By Randal Edgar
Journal State House Bureau
PROVIDENCE — Seated before the Senate Judiciary Committee Tuesday, Catharine Leach of Warwick described herself as a wife, a mother and a PTA member.
“Look at me, and tell me I should go to jail,” she said.
The 29-year-old office manager was one of nine people to testify in favor of a bill that would decriminalize possession of up to an ounce of marijuana, adding Rhode Island to a list of about a dozen states that have softened their penalties for use of a drug that some argue should be treated like alcohol.
“It’s like coming home and having a glass of wine after a hard day,” Leach said, except that she risks going to jail, while “the drunks don’t go to jail for their vice.”
Fairness was a key theme for many who spoke. Some talked of the legal cloud that follows those who are arrested for marijuana use. Others spoke of higher arrest rates for minorities, even though marijuana use in many instances appears to be higher among whites.
“You can’t separate race from the drug war,” said Bruce Reilly, of Direct Action for Rights and Equality, who said it is time for the war on drugs to be scaled back.
“If we can’t scale back over a bag of weed, we’re not going to scale it back anywhere,” he said.
Another speaker, Nick Zaller, an assistant professor of medicine at Brown University, cited studies that suggest “there is no evidence” that marijuana use leads to use of harder drugs. He also said there is no clear evidence that marijuana use increases in states that legalize the drug for medicinal purposes, as Rhode Island has, or in states that decriminalize it.
Under current law, possession of any amount of marijuana is a misdemeanor punishable by a minimum fine of $200, a maximum fine of $500, and up to a year in jail, although the Special Senate Commission to Study the Prohibition of Marijuana heard repeatedly that few people go to jail for marijuana possession alone.
According the bill’s sponsor, Sen. Joshua Miller, D-Cranston, Rhode Island could save $11.2 million a year by decriminalizing marijuana and avoiding the costs of arresting, detaining and prosecuting people for carrying small quantities. The estimate comes from a Harvard University economist who served on the commission, chaired by Miller.
Not everyone agreed that decriminalization is the way to go.
Joee Lindbeck, a special assistant attorney general, said the attorney general’s office is “concerned that there will be high incidents of driving” while impaired, should the drug be decriminalized.
Lindbeck and Kathleen Sullivan, of the Barrington Substance Abuse Task Force, also said decriminalization could add to a perception among youths that marijuana is not harmful.
“Young people have gotten the message” that driving under the influence of alcohol is not OK, Sullivan said. But not so with marijuana. “They don’t believe that that’s a risk at all,” she said.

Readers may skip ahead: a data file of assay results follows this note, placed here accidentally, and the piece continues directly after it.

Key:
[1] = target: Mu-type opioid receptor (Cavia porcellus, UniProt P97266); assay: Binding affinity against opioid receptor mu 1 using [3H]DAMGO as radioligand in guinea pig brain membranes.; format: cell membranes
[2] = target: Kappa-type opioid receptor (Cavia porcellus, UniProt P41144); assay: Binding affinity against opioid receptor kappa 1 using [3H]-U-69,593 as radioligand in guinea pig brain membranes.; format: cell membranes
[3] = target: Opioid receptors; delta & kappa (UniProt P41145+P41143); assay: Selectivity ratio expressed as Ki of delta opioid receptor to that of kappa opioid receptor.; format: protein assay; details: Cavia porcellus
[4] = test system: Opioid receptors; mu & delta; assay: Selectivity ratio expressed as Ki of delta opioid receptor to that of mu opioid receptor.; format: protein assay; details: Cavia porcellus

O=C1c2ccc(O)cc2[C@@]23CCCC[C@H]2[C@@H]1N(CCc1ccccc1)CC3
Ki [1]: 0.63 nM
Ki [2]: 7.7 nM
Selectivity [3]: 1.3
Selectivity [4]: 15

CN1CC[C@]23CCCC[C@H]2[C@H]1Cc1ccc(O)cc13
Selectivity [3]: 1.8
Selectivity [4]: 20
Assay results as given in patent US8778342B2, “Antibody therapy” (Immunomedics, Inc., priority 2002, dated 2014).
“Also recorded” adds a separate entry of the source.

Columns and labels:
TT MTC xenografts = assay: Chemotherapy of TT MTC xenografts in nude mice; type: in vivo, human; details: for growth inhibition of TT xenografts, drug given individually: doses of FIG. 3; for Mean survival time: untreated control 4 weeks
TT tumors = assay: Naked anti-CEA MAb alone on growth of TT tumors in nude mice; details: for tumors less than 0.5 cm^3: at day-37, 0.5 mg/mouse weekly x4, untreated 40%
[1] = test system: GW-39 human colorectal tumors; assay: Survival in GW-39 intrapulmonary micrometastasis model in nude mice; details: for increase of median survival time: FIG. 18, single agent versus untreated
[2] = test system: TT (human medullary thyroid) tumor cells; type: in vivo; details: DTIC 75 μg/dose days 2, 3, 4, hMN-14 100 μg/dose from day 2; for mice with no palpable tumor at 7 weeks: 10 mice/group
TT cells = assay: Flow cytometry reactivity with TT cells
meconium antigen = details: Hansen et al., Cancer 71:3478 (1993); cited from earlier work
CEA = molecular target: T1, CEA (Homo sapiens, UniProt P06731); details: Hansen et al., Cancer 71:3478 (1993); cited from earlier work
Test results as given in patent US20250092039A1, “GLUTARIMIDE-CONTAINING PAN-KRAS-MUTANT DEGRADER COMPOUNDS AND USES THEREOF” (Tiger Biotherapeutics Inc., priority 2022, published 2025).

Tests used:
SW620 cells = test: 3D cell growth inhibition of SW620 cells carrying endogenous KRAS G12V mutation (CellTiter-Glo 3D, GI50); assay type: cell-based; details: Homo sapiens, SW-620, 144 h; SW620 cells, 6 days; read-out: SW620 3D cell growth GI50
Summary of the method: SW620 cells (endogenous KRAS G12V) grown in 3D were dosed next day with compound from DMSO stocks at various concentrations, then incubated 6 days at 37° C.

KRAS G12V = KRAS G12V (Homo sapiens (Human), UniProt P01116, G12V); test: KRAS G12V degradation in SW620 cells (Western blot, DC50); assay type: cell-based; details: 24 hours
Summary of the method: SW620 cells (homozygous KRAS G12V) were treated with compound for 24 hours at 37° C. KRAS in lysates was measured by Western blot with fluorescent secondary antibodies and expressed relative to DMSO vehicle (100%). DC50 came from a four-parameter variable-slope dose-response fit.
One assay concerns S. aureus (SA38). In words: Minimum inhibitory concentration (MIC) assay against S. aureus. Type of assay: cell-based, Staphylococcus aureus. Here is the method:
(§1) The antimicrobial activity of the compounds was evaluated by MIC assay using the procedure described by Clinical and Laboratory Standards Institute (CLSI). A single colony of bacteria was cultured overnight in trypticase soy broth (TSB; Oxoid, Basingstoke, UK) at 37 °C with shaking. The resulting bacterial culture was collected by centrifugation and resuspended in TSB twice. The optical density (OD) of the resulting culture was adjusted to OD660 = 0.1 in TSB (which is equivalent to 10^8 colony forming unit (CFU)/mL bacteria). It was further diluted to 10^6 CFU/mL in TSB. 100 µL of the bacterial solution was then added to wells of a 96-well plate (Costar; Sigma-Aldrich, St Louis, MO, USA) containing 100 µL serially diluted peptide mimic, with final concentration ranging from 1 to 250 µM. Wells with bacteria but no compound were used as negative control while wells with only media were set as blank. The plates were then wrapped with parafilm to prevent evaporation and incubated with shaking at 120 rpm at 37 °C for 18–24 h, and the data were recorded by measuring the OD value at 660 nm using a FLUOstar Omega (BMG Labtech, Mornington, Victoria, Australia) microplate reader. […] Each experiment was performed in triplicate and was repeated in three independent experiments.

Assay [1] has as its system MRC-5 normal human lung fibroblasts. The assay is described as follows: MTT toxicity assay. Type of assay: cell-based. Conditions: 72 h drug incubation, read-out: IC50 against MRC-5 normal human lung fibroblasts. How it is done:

The committee voted to hold Senate bill 0270 for further study. Miller sponsored the same bill last year, only to see it held in committee, but he said he has 19 cosponsors this year while a similar bill in the House has 40 cosponsors.
Hey, today is the hearing for the RHODE ISLAND DECRIMINALIZATION bill at the State House, the senate judiciary committee is expected to hear testimony at around 4:00!
RI residents, do your part and show up to support this bill today!-UA
01:00 AM EDT on Tuesday, May 24, 2011
By Randal Edgar
Providence Journal State House Bureau
PROVIDENCE — It was just one year ago that Sen. Joshua Miller’s bill to decriminalize possession of up to an ounce of marijuana got held up in committee, but the Cranston Democrat is hoping for a different result this year as his bill makes an encore appearance.
Senate bill 0270, scheduled for a hearing Tuesday before the Senate Judiciary Committee, would make possession of an ounce or less a civil offense, punishable by a $150 fine. The fine would double repeatedly over time, up to a maximum of $1,000 if it remained unpaid, but there would be no other criminal or civil punishment, except for repeat offenders who, on their third strike, could be charged with a misdemeanor.
Miller, who chaired a commission last year that studied the issue of decriminalizing marijuana, said Monday that he hopes the time spent looking into the matter and the experience of other states will lead to passage this year.
“We had a study commission which recommended these reforms. We’ve now gone beyond two years since Massachusetts enacted similar legislation,” he said. “It’s one of those issues where we sat back and looked at the failures of past approaches and the successes of reforms that have taken place in Massachusetts and other places. I think it’s an appropriate time for Rhode Island to act.”
Miller said he and Rep. John G. Edwards, D-Tiverton, who has introduced a similar bill in the House, may try to come up with matching language in their bills to increase the chance of passage in both chambers.
Under current law, possession of any amount of marijuana is a misdemeanor punishable by a minimum fine of $200, a maximum fine of $500, and up to a year in jail, although the Miller commission heard repeatedly that few people go to jail for marijuana possession alone.
While supporters of decriminalization say the change would save money and is part of a national trend, opponents have argued that such a change makes marijuana more legally and socially acceptable for young people.
Thirteen states, including Massachusetts, have decriminalized possession of “small amounts” of marijuana, according to the Senate press office.